Trade and International Integration, Development Research Group
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International economics, Trade
Trade and International Integration, Development Research Group
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Last updated July 11, 2023
Daria Taglioni is Research Manager, Trade and International Integration, Development Research Group. She joined the World Bank Group in 2011 as Senior Trade Economist in the International Trade Department of the Poverty Reduction and Economic Management Network (PREM). Since then, she has held various positions and roles, including Team-Task Lead for the World Development Report 2020, Principal Economist in the International Finance Corporation, and World Bank’s Global Lead on Global Value Chains. Previously, she worked as Senior Economist at the European Central Bank (ECB) and as Economist at the Organisation for Economic Cooperation and Development (OECD). She has published in the American Economic Review, Journal of International Economics, and other scholarly journals. Her work has been featured in international media outlet such as the New York Times and Forbes. She authored various books on international trade. She is Italian and holds a PhD in International Economics from the Graduate Institute, Geneva.
Publication Search Results
Now showing 1 - 6 of 6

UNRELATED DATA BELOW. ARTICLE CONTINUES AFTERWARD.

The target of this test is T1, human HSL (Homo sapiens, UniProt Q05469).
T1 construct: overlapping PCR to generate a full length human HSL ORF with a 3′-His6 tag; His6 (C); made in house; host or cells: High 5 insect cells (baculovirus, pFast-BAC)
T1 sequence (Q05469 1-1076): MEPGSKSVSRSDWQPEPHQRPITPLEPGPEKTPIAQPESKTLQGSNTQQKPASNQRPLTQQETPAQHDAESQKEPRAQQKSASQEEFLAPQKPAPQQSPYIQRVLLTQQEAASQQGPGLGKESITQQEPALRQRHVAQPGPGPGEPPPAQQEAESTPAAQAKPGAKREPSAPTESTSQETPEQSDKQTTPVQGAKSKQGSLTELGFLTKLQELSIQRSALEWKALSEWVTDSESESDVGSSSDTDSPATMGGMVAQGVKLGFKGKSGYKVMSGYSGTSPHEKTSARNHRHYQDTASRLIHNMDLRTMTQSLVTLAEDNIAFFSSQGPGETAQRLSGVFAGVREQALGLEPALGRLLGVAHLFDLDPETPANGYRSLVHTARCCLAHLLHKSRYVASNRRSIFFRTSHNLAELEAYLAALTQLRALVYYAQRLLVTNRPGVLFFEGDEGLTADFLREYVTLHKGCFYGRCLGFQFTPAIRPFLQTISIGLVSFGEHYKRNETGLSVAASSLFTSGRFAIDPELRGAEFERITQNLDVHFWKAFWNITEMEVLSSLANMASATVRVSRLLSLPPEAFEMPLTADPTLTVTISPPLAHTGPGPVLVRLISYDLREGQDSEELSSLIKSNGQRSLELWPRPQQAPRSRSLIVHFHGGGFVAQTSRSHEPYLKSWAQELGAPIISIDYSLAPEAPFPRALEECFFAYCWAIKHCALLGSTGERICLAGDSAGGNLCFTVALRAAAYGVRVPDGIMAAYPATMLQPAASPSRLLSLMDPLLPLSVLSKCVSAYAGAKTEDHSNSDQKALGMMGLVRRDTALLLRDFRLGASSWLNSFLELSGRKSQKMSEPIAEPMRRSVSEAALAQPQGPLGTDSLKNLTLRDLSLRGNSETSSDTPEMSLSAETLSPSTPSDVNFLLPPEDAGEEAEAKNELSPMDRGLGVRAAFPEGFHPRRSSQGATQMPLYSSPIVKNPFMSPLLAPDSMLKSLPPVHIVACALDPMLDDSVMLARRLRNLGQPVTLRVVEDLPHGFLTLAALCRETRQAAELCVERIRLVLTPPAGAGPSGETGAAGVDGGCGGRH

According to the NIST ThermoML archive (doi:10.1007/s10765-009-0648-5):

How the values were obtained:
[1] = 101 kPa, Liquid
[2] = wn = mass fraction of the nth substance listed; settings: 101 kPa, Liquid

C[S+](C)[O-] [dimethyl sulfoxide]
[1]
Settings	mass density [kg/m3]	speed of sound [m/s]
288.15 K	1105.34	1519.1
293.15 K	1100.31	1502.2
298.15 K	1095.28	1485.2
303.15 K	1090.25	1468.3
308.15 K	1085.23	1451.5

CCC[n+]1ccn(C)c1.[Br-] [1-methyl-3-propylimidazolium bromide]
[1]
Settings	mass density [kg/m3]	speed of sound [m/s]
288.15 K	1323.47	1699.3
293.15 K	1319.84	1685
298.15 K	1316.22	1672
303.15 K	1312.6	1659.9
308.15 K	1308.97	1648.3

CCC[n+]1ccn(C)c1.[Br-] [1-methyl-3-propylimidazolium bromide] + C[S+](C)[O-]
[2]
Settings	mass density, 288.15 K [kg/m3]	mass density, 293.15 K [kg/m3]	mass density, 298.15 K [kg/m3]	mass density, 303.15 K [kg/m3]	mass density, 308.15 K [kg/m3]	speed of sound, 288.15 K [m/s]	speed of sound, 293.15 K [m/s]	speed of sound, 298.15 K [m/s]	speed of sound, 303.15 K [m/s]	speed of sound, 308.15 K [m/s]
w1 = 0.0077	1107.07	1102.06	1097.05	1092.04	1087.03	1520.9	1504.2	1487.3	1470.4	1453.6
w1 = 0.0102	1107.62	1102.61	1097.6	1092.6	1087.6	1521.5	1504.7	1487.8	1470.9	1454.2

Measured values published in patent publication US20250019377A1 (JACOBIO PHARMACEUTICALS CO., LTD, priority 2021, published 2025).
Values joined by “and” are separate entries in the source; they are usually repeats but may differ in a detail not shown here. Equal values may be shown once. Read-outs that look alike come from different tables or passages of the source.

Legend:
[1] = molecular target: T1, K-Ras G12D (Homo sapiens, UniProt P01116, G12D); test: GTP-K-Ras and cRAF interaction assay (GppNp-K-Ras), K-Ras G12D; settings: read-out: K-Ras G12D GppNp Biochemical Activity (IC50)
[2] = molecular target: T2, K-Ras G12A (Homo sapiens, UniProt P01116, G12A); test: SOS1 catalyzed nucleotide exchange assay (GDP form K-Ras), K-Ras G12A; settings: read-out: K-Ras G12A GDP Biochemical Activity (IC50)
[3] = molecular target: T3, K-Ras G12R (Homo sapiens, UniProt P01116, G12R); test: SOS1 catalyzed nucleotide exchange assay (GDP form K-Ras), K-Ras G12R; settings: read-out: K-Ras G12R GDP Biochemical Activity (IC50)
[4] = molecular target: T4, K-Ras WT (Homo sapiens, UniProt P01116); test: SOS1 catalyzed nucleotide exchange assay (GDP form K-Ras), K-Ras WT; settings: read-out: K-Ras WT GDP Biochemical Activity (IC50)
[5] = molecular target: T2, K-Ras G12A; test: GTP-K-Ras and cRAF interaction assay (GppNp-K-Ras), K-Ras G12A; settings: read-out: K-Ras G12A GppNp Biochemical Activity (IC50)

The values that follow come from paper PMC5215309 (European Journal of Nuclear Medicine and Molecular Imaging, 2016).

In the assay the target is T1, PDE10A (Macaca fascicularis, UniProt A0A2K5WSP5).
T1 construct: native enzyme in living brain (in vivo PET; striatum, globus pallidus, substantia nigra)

Determinants of Export Growth at the Extensive and Intensive Margins : Evidence from Product and Firm-level Data for Pakistan(World Bank, Washington, DC, 2013-01) Reis, José Guilherme ; Taglioni, DariaAs globalization progresses and investment is mobile, it is ever more important for policy makers to understand drivers of growth and exports at the micro-level: Which products are being produced and exported? Which firms populate the domestic economy? Are they successful in exporting? How are firms affected by exogenous shocks and policy intervention? Through the use of descriptive statistics and econometric analysis, this paper assesses the trade competitiveness of Pakistan using micro-data. The case of Pakistan is interesting since the country's recent trade policy has reverted to a protectionist path since the mid-2000s and trade performance is stagnating, as indicated by a decrease in its trade-to-gross domestic product ratio over the past decade and low levels of sophistication of exports. The main findings of the paper are the following. Like many other countries, Pakistan posts a high concentration of exports in the hands of a limited number of large exporters. The dominance of few exporters has increased over time and it seems associated with the changes in trade policy. Low rates of product innovation and experimentation and a low ability of the Pakistani export sector to enter into new higher growth sectors are other features emerging from the data. All in all, the mediocre performance seems to be associated with internal problems with trade-related incentives, business environment, and governance, in addition to the well-known external constraints.